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Afraid

Review by: 
Catwalk
Author: 
Jack Kilborn
Genre: 
Horror
Publication Date: 
2009
Publisher: 
Hachette/GCP
Bottom Line: 
4

 Welcome to the small town of Safe Haven, Wisconsin. Quiet, remote, isolated…Safe Haven is the perfect place to live out the golden years fishing on the lake. Life here follows the moniker of the town…until a helicopter explodes above the lake. Something is set loose in the woods and this thing is hell bent on annihilating the townspeople one by one.
 
“Afraid” is the first novel by Jack Kilborn (or at least the first novel under this name). Kilborn has collected a laundry list of horrific situations and weaves each together to create a tapestry of absolute panic and suspense. He makes a flowing terror tale of nearly every unnerving experience a person could fear.
 
A brief glimpse behind the scenes might look a little like this:
 
Counselor Kilborn: “Welcome to this week’s session of the ‘So Scared I Pissed Myself’ group therapy.  I’m glad to see some familiar faces here tonight.  Norman, stop pouring the peanuts into your pocket.  Those are for everyone. Ok, so, let’s begin…we’ll start to my left and go around the room.  Tucker?”
 
Tucker: (staring at his hands) “I had the dream again…the bad one.”
 
Kilborn: (excited) “The one where you are pushed into the water with your hands bound and you’re certain you’re going to drown?”
 
Tucker:  “Mm…hmmm.”
 
Kilborn:  “That’s great.  Next!”
 
Manfred:  “I have a horrible fear of being eaten alive.”
 
Kilborn:  “Wow, that’s a good one!”
 
Manfred:  “Don’t you want to know about my childhood?”
 
Kilborn:  “Nah, I’ll handle that on my own.  Next!”
 
Sampson:  “I’m afraid of dying in a fire.”
 
Kilborn: (scribbling notes) “SWEET! Next!”
 
And so on….
 
Kilborn’s strengths are not just the nastiness with which his victims are tortured and killed. Any fan of Clive Barker or Steven King could come up with some new and creative amputation and gore. Kilborn draws the readers in through a collection of three methods. First, the characters are introduced with just enough information to make the reader relate to them. This is done through relationship descriptions. Instead of discussing every fold and pastel lining of a character’s outfit, Kilborn writes briefly about their life plans and how they care about other characters in the book.  This creates a chain between the characters. The readers see who they care about and why and the readers soon care, too.
 
The second method is brilliant but brief description. Kilborn uses details in his imagery; just enough to serve as a memory hook for the reader.  This might be the caliber of a rifle, the horsepower of a boat motor, the texture of day-old coffee at the diner, or one particularly vile recurring smell that will remain with readers for months afterward. This detail speaks to Kilborn’s willingness to research thoroughly before writing about a topic.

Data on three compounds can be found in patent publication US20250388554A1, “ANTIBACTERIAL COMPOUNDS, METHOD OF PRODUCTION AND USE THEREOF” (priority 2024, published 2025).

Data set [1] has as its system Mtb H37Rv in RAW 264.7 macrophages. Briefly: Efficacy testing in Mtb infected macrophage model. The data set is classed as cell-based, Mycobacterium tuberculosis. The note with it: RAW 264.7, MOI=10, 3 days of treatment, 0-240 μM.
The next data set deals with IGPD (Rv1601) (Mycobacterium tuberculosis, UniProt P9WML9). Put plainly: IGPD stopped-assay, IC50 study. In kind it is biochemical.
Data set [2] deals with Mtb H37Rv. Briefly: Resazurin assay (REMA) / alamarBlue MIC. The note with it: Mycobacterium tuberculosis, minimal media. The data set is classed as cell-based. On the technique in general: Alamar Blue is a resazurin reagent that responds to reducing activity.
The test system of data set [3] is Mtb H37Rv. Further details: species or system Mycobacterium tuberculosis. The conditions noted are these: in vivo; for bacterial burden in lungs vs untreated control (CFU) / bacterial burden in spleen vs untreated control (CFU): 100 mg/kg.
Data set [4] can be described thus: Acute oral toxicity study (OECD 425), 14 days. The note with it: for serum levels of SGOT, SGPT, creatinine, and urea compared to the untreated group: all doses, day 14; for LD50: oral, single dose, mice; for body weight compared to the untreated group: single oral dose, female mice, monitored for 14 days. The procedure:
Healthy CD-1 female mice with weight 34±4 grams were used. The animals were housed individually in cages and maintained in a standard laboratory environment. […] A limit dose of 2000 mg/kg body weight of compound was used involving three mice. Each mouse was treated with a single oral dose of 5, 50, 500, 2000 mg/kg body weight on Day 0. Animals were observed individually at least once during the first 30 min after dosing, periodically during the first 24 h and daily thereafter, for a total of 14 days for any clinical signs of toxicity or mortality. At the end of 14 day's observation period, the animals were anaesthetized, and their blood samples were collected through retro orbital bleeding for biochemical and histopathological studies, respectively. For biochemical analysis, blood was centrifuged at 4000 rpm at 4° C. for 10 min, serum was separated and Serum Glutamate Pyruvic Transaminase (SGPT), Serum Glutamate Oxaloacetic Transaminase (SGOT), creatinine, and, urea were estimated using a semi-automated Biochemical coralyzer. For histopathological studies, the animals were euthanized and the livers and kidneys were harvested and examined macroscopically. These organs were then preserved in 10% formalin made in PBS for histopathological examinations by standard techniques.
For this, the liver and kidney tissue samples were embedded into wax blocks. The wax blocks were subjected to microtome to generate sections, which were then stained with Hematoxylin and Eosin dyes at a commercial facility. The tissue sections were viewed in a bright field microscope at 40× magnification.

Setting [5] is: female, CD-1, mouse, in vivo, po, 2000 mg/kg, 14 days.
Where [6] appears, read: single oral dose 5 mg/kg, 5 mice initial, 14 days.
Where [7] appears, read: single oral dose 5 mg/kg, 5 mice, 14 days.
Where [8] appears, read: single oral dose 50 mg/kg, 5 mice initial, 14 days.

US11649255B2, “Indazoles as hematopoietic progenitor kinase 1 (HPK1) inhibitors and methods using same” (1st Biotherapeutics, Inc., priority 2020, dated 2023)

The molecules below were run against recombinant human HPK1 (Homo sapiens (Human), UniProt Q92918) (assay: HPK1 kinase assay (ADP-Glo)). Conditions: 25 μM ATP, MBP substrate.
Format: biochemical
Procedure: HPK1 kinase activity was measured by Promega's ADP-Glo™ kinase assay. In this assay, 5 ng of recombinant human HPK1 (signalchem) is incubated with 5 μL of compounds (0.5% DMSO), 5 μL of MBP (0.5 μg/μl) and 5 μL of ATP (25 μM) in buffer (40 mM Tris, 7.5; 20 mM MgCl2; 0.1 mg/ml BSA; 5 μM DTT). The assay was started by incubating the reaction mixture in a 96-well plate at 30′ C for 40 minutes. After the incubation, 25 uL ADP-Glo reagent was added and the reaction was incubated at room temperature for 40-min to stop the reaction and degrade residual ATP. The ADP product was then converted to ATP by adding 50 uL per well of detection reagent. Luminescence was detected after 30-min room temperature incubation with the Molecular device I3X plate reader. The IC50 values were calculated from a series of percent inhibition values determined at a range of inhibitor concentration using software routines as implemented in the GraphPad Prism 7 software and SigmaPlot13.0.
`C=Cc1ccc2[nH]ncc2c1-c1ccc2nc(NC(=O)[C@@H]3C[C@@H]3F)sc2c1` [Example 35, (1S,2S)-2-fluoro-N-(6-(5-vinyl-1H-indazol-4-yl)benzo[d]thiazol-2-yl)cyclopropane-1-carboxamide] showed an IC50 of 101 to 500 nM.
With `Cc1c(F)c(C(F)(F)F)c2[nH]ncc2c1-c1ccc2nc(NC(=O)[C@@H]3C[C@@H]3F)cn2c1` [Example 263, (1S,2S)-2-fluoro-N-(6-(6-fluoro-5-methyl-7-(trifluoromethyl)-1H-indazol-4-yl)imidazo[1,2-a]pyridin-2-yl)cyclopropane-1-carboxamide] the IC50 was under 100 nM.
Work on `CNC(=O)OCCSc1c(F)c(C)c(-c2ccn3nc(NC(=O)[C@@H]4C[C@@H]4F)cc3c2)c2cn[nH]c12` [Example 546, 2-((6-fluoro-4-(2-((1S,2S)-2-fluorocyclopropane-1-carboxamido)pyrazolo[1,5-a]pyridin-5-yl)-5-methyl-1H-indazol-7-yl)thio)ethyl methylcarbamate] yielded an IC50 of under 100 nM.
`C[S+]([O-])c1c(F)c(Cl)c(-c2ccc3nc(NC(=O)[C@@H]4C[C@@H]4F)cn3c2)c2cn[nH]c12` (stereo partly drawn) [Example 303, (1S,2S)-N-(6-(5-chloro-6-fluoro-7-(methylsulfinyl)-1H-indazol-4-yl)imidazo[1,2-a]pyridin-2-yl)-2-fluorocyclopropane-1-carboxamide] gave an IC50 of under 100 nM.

The third method is the flow of the novel.  Kilborn foregoes traditional chapter breaks, never letting up on the throttle. Readers are introduced to one character, then another, then back to the first who begins the attempt to escape death. A third character is introduced, while the second is attacked, and soon, this cycle of relationship, pain, suffering and fright grows into a constant assault on the senses. Readers will be delighted and disgusted at Kilborn’s ability to manipulate physical and emotional pain.
 
Kilborn puts realistic people in situations that simply shouldn’t be real, and there’s the horror. He masters the movement between points of view.  Readers don’t simply observe the happenings in two dimensions like a slasher film. Kilborn lets readers enter the heads of each character, hero and villain alike, just long enough to understand them. This allows readers to understand everyone’s motivation.
 
Instead of one villain, Kilborn introduces a Red-Ops team of terrorists, set loose on U.S. soil with a single target.  Anyone in their way is expendable, but not in a clean, quick manner. These villains would spend every moment inflicting torture and pain if not for their orders and the manner in which they’re programmed. “Afraid” is a relentless emotional ride. Readers will find themselves cheering, cringing, crying or gagging…with no let up until the final page has turned.
 
Kilborn has stated in previous interviews that his goal was to write the most frightening horror novel ever. If he hasn’t succeeded with “Afraid”, he’s come damn close. Expect to see shadows and shapes in the corner of your eyes while you’re reading. Brew an extra pot of coffee to keep from going to sleep. Finish the bottle of wine instead of the glass so you can fall asleep without dreaming. Put the pistol under your pillow and set the alarm system.  Something is out there going bump in the night, and once you’ve read “Afraid”, you will be, too.
 

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